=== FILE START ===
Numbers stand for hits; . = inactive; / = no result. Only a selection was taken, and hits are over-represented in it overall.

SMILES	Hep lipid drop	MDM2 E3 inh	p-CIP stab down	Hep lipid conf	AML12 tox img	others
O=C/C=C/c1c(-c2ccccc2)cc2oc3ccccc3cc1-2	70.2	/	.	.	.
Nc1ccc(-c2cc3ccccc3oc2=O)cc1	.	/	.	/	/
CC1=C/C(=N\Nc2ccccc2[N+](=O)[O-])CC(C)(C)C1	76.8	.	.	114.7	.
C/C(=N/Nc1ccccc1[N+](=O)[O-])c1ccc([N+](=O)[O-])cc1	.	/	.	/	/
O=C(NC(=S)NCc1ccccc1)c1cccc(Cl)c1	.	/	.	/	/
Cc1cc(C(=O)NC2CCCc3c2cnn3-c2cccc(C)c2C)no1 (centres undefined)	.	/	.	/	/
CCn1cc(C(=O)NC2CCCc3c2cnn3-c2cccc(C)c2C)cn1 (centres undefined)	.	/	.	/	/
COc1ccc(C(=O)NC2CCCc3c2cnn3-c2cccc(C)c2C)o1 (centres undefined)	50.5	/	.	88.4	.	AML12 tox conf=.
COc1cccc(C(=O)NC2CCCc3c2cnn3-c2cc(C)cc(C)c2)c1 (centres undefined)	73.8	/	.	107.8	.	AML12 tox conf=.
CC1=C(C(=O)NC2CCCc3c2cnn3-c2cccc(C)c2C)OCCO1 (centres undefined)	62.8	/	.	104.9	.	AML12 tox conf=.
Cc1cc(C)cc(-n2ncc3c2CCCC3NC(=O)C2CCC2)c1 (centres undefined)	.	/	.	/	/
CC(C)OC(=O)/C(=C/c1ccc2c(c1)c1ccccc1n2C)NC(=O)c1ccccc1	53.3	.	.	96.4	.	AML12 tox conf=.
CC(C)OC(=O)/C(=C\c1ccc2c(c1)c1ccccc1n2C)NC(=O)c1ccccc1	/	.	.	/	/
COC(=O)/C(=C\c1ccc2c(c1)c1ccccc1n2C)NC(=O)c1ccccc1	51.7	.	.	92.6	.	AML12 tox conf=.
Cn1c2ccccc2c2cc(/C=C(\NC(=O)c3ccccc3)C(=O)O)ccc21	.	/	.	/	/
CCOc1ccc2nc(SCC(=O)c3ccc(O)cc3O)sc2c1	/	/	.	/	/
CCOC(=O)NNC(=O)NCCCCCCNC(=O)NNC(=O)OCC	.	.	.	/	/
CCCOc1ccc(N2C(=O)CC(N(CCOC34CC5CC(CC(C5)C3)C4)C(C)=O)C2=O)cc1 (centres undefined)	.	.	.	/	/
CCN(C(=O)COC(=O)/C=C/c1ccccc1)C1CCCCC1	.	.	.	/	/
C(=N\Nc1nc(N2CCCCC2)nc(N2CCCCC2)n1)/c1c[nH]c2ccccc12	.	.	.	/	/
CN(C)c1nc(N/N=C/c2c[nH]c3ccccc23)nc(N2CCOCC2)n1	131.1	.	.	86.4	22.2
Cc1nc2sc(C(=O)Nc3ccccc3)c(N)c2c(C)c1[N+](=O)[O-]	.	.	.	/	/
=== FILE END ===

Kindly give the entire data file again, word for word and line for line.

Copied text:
Numbers stand for hits; . = inactive; / = no result. Only a selection was taken, and hits are over-represented in it overall.

SMILES	Hep lipid drop	MDM2 E3 inh	p-CIP stab down	Hep lipid conf	AML12 tox img	others
O=C/C=C/c1c(-c2ccccc2)cc2oc3ccccc3cc1-2	70.2	/	.	.	.
Nc1ccc(-c2cc3ccccc3oc2=O)cc1	.	/	.	/	/
CC1=C/C(=N\Nc2ccccc2[N+](=O)[O-])CC(C)(C)C1	76.8	.	.	114.7	.
C/C(=N/Nc1ccccc1[N+](=O)[O-])c1ccc([N+](=O)[O-])cc1	.	/	.	/	/
O=C(NC(=S)NCc1ccccc1)c1cccc(Cl)c1	.	/	.	/	/
Cc1cc(C(=O)NC2CCCc3c2cnn3-c2cccc(C)c2C)no1 (centres undefined)	.	/	.	/	/
CCn1cc(C(=O)NC2CCCc3c2cnn3-c2cccc(C)c2C)cn1 (centres undefined)	.	/	.	/	/
COc1ccc(C(=O)NC2CCCc3c2cnn3-c2cccc(C)c2C)o1 (centres undefined)	50.5	/	.	88.4	.	AML12 tox conf=.
COc1cccc(C(=O)NC2CCCc3c2cnn3-c2cc(C)cc(C)c2)c1 (centres undefined)	73.8	/	.	107.8	.	AML12 tox conf=.
CC1=C(C(=O)NC2CCCc3c2cnn3-c2cccc(C)c2C)OCCO1 (centres undefined)	62.8	/	.	104.9	.	AML12 tox conf=.
Cc1cc(C)cc(-n2ncc3c2CCCC3NC(=O)C2CCC2)c1 (centres undefined)	.	/	.	/	/
CC(C)OC(=O)/C(=C/c1ccc2c(c1)c1ccccc1n2C)NC(=O)c1ccccc1	53.3	.	.	96.4	.	AML12 tox conf=.
CC(C)OC(=O)/C(=C\c1ccc2c(c1)c1ccccc1n2C)NC(=O)c1ccccc1	/	.	.	/	/
COC(=O)/C(=C\c1ccc2c(c1)c1ccccc1n2C)NC(=O)c1ccccc1	51.7	.	.	92.6	.	AML12 tox conf=.
Cn1c2ccccc2c2cc(/C=C(\NC(=O)c3ccccc3)C(=O)O)ccc21	.	/	.	/	/
CCOc1ccc2nc(SCC(=O)c3ccc(O)cc3O)sc2c1	/	/	.	/	/
CCOC(=O)NNC(=O)NCCCCCCNC(=O)NNC(=O)OCC	.	.	.	/	/
CCCOc1ccc(N2C(=O)CC(N(CCOC34CC5CC(CC(C5)C3)C4)C(C)=O)C2=O)cc1 (centres undefined)	.	.	.	/	/
CCN(C(=O)COC(=O)/C=C/c1ccccc1)C1CCCCC1	.	.	.	/	/
C(=N\Nc1nc(N2CCCCC2)nc(N2CCCCC2)n1)/c1c[nH]c2ccccc12	.	.	.	/	/
CN(C)c1nc(N/N=C/c2c[nH]c3ccccc23)nc(N2CCOCC2)n1	131.1	.	.	86.4	22.2
Cc1nc2sc(C(=O)Nc3ccccc3)c(N)c2c(C)c1[N+](=O)[O-]	.	.	.	/	/